Frangula purshiana

Cascara buckthorn


The Basics

Taxonomy: Kingdom - Plantae (plants). Subkingdom - Tracheobionta (vascular plants). Superdivision - Spermatophyta (seed plants). Division - Magnoliophyta (flowering plants). Class - Magnoliopsida (dicotyledons). Subclass - Rosidae. Order - Rhamnales. Family - Rhamnaceae (buckthorn). Genus - Frangula Mill. Species - Frangula purshiana (DC.) J.G. Cooper

Ecology: Cascara generally grows on lower mountain slopes. It may also inhabit moist canyons on the east slope of the Cascades. In Oregon, cascara is generally a moist-site indicator. Cascara is very tolerant of shade. Being shade tolerant, it is often found in the understory of second-growth forests. Therefore, its primary role seems to be that of a long-lived invader species.

In the WFDP: Cascara is very rare in the WFDP, with only one stem above 1cm at DBH that is tagged.


Cascara is a deciduous, erect, tall shrub or small tree. It can attain a height up to 10 m at maturity, but becomes smaller in size and bushier along its southern distribution. West of the Cascades, it develops a single trunk 20-30 cm thick, 6-10.7 m tall. It has greenish-yellow flower petals approximately 3-4 mm long. Cascara has a purplish-black drupe about 7.5 mm in diameter, containing several seeds. The leaves are oblong, 7.5-12.5 cm long, and have 10 to 12 pairs of prominent parallel veins arising directly opposite each other on the midrib.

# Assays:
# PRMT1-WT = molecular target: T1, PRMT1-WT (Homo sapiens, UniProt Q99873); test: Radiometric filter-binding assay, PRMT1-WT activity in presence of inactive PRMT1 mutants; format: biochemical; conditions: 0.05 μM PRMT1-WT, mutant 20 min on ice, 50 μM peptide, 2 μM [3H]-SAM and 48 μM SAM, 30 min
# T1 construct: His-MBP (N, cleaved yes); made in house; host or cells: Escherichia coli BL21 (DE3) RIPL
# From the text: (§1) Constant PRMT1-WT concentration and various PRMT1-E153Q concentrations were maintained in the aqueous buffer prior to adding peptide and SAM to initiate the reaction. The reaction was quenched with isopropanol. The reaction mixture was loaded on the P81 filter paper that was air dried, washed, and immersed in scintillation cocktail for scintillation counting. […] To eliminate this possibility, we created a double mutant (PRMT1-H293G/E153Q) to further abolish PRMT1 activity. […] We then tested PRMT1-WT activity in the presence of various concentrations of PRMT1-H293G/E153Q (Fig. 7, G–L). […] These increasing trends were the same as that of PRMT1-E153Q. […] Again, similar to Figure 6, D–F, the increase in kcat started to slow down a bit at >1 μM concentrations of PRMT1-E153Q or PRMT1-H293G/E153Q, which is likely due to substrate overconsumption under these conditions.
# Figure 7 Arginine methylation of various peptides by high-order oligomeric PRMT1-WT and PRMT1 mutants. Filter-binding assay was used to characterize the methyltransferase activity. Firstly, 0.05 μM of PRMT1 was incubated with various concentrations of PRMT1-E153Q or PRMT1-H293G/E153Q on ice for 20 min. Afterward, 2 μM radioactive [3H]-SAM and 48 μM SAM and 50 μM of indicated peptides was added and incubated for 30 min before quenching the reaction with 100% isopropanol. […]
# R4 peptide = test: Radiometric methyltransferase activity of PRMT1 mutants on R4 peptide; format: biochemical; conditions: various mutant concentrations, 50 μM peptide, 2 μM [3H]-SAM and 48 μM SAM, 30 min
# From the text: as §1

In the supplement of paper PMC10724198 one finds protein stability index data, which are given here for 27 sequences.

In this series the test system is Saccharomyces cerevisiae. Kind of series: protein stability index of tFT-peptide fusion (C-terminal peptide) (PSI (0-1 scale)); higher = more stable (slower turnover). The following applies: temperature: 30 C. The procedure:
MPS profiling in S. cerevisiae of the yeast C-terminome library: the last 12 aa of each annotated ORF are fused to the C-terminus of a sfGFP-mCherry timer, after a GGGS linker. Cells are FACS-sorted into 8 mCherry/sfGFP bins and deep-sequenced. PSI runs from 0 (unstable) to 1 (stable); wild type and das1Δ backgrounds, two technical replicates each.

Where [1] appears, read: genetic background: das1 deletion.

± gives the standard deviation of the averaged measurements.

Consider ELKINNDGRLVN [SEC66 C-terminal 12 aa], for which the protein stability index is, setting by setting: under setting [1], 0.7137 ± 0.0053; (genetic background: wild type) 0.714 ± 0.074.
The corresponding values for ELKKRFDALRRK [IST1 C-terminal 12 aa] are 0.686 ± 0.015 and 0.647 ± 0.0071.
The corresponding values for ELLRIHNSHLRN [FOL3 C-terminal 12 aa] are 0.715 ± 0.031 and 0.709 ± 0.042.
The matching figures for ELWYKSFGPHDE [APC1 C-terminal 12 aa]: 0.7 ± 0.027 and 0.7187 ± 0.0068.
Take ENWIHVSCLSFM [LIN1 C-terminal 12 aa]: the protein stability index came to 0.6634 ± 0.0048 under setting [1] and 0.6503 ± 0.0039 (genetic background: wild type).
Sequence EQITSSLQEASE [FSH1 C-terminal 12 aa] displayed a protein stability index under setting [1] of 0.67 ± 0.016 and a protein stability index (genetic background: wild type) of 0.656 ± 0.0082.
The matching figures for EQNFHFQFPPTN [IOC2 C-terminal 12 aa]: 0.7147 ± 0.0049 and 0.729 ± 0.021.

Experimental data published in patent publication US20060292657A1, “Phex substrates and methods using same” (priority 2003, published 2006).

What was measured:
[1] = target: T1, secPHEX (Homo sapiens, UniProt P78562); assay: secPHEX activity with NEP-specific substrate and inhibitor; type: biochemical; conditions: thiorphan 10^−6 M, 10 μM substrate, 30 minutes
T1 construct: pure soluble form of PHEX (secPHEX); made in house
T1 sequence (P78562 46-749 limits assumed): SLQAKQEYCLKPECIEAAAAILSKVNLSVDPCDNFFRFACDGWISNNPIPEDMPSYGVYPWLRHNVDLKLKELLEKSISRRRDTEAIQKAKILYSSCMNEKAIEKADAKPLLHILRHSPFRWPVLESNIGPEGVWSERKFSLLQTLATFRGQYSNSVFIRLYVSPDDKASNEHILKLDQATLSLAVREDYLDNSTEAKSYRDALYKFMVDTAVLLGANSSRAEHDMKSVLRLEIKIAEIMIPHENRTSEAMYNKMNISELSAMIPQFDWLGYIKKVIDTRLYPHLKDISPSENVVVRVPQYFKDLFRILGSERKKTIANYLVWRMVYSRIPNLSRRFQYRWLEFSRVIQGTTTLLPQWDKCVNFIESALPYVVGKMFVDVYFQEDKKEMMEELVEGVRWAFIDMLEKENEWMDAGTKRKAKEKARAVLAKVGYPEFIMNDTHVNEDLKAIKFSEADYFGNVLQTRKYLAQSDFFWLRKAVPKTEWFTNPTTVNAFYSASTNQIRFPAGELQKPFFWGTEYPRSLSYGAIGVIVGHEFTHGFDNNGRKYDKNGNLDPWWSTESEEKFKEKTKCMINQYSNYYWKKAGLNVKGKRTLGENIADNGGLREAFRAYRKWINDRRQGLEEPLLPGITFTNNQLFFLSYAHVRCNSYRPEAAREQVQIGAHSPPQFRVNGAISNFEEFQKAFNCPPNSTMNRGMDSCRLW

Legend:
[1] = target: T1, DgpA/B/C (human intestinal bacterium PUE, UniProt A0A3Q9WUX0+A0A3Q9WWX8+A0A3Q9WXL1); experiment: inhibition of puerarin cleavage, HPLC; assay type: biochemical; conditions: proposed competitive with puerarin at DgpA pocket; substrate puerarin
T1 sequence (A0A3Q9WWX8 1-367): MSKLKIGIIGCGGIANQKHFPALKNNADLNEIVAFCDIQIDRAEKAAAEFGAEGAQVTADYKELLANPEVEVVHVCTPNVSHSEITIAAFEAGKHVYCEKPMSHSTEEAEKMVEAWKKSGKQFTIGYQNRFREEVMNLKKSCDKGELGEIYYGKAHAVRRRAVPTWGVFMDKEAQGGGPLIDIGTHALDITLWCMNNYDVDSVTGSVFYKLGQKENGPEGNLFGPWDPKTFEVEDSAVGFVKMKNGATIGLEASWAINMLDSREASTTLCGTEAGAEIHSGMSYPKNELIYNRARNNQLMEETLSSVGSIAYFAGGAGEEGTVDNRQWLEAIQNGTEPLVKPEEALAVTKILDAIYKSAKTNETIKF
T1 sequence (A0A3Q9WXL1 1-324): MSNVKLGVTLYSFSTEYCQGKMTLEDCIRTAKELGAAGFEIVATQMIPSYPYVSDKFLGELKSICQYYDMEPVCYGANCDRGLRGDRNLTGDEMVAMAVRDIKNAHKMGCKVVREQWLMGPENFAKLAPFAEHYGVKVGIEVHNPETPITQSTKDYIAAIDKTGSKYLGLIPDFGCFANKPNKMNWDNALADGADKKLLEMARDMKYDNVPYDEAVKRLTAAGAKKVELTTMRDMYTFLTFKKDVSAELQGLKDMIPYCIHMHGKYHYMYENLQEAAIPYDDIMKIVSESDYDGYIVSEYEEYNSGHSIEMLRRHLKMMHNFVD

Fire effects: Frangula purshiana has the ability to sprout from the root crown from a low intensity fire. After a fire the top is usually killed and if the fire gets too hot the species will not be able to grow back. Off site seeds can be carried onto to eh site after 2 years as a secondary colonizer. For managing the fire for Frangula purshiana fires often occur every 30 to 60 years. The understories are often free from any heavy fuel which can lead to high intensity fire.


Casara is usually reproduced by seed. It can be spread by layering and sometimes be propagated by cutting. 20 pounds of seeds per 100 pounds of fruit per plant. Birds are the distributors of the seeds from consuming the fruit. Frangula purshiana will coppice after being stripped of bark and cut down.

Species Distribution


USDA Plants Database
USDA, NRCS. 2016. The PLANTS Database. National Plant Data Team, Greensboro, NC 27401-4901 USA.

USFS Plant Database
Habeck, R. J. 1992. In: Fire Effects Information System, [Online]. U.S. Department of Agriculture, Forest Service, Rocky Mountain Research Station, Fire Sciences Laboratory.

The Jepson Herbarium
The Jepson Manual: Vascular Plants of California. B.G. Baldwin, D.H. Goldman, D.J. Keil, R. Patterson, T.J. Rosatti, and D.H. Wilken [editors]. 2012. 2nd edition, thoroughly revised and expanded. University of California Press, Berkeley, CA. $131.95, hardcover; 1600 pages. ISBN-13: 978-0520253124.

Burke Museum of Natural History and Culture
Burke Museum. 2016 [Online]. University of Washington.
Photo credit: G.D. Carr 2008

USGS Plant Species Range Maps
Critchfield, W.B., and Little, E.L., Jr., 1966, Geographic distribution of the pines of the world: U.S. Department of Agriculture Miscellaneous Publication 991, p. 1-97.
Little, E.L., Jr., 1971-1978, Atlas of United States trees, volume 1,3,13,17, conifers and important hardwoods: U.S. Department of Agriculture Miscellaneous Publications.